First Fully Automatic Design of a Protein Achieved by Caltech Scientists
PASADENA—Caltech scientists have found the Holy Grail of protein design. In fact, they've snatched it out of a giant pile of 1.9 x 1027 other chalices.
In the October 3 issue of the journal Science, Stephen L. Mayo, an Assistant Professor of Biology and a Howard Hughes Medical Institute Assistant Investigator, and chemistry graduate student Bassil I. Dahiyat report on their success in constructing a protein of their choice from scratch.
Researchers for some time have been able to create proteins in the lab by stringing together amino acids, but this has been a very hit-and-miss process because of the vast number of ways that the 20 amino acids found in nature can go together.
The number 1.9 x 1027, in fact, is the number of slightly different chains that 28 amino acids can form. And because slight differences in the geometry of protein chains are responsible for biological functions, the total control of formation is necessary to create new biological materials of choice.
By using a Silicon Graphics supercomputer to sort through all possible combinations for a selected protein, Mayo and Dahiyat have identified the target protein's best possible amino acid sequence. Then they have managed to take this knowledge and create the protein in the lab with existing technical processes.
This is a first, says Mayo. "Our goal has been to design brand-new proteins that do what we want them to do. This new result is the first major step in that direction. "Moreover, it shows that a computer program is the way to go in creating biological materials."
The technique they use, automated protein design, combines experimental synthesis of molecules with supercomputer-powered computational chemistry.
Proteins are the molecular building blocks of all living organisms. Composed of various combinations of the 20 amino acids, protein molecules can each comprise just a few hundred atoms, or literally millions of atoms. Most proteins involved in life processes have at least 100 amino acids, Mayo says.
Mayo and Dahiyat, who have been working on this research for five years, have developed a system that automatically determines the string of amino acids that will fold to most nearly duplicate the 3-D shape of a target structure. The system calculates a sequence's 3-D shape and evaluates how closely this matches the 3-D structure of the target protein.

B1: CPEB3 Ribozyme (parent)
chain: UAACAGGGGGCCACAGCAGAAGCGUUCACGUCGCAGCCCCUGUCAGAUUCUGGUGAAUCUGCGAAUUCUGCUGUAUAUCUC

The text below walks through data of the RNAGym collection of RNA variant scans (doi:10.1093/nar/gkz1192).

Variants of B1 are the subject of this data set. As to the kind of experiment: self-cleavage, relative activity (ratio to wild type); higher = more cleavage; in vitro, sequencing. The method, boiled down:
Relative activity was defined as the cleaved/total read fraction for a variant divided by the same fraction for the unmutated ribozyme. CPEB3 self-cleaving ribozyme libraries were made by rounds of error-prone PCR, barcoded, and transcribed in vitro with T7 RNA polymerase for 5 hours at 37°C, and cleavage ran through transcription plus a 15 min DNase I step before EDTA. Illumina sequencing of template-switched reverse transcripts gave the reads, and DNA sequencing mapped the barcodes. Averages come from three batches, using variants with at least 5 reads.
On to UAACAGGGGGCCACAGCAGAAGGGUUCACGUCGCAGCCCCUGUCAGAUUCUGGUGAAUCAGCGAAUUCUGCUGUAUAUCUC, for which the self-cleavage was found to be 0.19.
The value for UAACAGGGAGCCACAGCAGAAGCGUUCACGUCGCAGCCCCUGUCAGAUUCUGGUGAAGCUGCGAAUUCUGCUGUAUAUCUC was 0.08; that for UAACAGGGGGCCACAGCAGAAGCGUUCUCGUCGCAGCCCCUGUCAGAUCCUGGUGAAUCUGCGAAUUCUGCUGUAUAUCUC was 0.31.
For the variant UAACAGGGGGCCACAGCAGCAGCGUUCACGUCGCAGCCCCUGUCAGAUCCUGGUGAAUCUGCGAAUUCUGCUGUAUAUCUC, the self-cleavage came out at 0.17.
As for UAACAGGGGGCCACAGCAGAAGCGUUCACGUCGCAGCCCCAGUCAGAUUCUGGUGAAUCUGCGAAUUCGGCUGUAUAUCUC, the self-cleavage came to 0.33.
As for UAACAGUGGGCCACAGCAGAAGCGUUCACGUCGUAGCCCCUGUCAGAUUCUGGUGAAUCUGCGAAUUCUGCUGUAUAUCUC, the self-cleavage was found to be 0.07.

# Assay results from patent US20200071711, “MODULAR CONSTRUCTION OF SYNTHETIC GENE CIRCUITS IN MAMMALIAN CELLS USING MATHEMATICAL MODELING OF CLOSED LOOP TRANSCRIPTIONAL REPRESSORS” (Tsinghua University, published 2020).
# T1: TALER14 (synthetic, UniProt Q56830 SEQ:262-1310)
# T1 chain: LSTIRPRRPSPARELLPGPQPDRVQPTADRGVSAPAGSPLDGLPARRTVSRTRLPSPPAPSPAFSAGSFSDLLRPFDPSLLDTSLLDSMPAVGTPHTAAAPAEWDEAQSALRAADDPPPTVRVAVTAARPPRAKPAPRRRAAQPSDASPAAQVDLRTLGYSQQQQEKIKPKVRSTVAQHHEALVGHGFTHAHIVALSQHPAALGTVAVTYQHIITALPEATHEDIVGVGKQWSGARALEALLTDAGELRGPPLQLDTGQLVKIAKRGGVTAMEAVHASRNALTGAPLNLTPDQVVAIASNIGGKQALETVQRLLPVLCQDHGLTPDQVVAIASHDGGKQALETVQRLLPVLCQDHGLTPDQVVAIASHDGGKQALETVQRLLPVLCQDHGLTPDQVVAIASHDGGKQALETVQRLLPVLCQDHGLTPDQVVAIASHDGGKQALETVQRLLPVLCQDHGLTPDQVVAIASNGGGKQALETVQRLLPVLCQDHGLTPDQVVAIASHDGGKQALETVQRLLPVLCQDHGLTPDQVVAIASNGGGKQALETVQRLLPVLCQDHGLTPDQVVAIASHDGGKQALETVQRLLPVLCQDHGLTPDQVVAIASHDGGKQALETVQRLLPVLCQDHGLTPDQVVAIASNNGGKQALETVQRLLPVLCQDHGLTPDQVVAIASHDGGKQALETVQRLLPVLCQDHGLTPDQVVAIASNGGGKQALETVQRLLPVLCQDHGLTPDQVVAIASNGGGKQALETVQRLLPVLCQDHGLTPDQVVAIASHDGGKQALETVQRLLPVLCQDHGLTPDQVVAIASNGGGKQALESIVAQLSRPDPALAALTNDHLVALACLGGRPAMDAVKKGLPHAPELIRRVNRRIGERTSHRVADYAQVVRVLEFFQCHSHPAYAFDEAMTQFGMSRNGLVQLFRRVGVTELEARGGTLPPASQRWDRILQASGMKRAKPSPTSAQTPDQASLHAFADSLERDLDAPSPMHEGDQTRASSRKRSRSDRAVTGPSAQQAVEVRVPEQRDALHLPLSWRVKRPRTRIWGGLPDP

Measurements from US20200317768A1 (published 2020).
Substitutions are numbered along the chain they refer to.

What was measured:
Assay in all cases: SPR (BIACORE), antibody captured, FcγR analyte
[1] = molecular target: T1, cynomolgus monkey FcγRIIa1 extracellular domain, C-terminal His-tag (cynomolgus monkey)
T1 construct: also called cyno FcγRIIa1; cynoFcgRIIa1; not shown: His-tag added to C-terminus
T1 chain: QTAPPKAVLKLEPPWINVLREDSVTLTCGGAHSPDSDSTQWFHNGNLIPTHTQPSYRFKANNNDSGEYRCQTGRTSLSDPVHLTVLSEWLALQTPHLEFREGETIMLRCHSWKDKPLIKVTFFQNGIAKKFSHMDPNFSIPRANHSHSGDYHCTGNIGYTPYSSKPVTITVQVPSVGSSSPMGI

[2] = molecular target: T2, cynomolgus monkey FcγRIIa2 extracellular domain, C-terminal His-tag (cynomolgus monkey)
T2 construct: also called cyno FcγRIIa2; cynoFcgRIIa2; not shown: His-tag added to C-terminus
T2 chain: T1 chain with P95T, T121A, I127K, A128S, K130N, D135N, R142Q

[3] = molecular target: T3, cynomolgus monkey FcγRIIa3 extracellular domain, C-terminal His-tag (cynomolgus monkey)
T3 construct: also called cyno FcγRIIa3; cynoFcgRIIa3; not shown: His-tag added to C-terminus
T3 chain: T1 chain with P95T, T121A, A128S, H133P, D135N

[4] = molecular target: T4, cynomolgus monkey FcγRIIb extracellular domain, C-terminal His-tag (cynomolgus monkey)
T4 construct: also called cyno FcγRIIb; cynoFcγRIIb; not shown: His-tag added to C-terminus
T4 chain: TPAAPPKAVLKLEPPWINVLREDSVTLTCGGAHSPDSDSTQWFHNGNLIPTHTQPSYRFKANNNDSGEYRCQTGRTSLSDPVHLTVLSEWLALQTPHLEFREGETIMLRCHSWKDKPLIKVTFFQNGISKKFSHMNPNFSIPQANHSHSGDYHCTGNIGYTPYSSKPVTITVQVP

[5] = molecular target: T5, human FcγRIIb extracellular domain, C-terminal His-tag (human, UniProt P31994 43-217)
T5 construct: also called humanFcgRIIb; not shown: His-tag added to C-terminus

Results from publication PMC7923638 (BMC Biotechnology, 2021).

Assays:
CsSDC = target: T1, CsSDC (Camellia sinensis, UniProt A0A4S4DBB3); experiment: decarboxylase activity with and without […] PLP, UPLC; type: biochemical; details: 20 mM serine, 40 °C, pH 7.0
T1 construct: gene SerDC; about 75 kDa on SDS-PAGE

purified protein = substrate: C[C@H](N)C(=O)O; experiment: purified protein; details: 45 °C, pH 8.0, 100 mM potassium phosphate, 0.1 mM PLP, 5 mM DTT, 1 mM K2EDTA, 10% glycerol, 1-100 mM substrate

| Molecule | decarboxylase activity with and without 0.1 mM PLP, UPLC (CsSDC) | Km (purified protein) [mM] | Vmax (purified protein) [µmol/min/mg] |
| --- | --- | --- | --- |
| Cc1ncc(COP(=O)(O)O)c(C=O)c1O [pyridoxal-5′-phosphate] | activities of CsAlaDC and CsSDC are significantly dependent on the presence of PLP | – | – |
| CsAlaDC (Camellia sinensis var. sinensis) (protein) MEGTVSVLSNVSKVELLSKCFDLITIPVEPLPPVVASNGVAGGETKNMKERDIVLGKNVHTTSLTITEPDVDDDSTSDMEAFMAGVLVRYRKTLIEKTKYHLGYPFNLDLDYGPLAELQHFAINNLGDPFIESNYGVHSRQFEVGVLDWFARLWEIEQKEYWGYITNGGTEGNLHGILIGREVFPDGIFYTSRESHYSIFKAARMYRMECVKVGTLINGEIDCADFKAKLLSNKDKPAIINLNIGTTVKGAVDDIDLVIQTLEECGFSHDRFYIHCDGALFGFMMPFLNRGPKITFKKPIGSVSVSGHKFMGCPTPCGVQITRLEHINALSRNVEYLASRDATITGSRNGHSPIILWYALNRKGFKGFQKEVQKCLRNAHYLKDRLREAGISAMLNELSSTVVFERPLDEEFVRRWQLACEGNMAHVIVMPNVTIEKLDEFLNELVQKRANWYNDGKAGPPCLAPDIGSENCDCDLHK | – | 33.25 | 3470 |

One problem the researchers face is the sheer number of combinations needed to design a protein of choice. The protein that is the subject of this week's Science paper is a fragment of a fairly inconspicuous molecule involved in gene expression, and as such has only 28 amino acids. Even this small number takes a prodigious amount of computational power. A more desirable protein might involve 100 amino acids, which could make the staggering number of 10130 possible amino acid sequences.
Because this number is larger than the number of atoms in the universe, the researchers have had to find clever computational strategies to circumvent the impossible task of grinding out all the calculations.
In this case, the fastest way to the answer is by working backward. Starting with all the amino acid sequences possible for the protein, the computer program finds arrangements of amino acids that are a bad fit to the target structure. By repeatedly searching for, and eliminating, poorly matching amino acid combinations, the system rapidly converges on the best possible sequence for the target.
Subsequently, the simulation can be used to find other sequences that are nearly as good a fit as the best one.
This process has been honed by designing sequences for several different proteins, synthesizing them in the laboratory, and testing their actual properties.
With their innovative strategy, Mayo and Dahiyat are now reproducing proteins that are very similar to the target molecules. (The accompanying illustration shows how closely the protein they have formulated matches the target protein.)
But the goal is not just to create the proteins that already exist in nature. The researchers can actually improve on nature in certain circumstances. By making subtle changes in the amino acid sequence of a protein, for example, they are able to make a molecule more stable in harsh chemicals or hot environments (proteins tend to change irreversibly with a bit of heat, as anyone who has cooked an egg can attest).
"Our technology can actually change the proteins so that they behave a lot better," said Dahiyat, who recently finished his Caltech doctorate in chemistry and will now head Xencor, a start-up company established to commercialize the technology. The ability to create new proteins, and to adapt existing proteins to different environments and functions, could have profound implications for a number of emerging fields in biotechnology.
And, of course, it could help further the understanding of living processes.
"Paraphrasing Richard Feynman, if you can build it, you can understand it," says Mayo. "We think we can soon achieve a better understanding of proteins by going into a little dark room and building them to do exactly what we want them to do."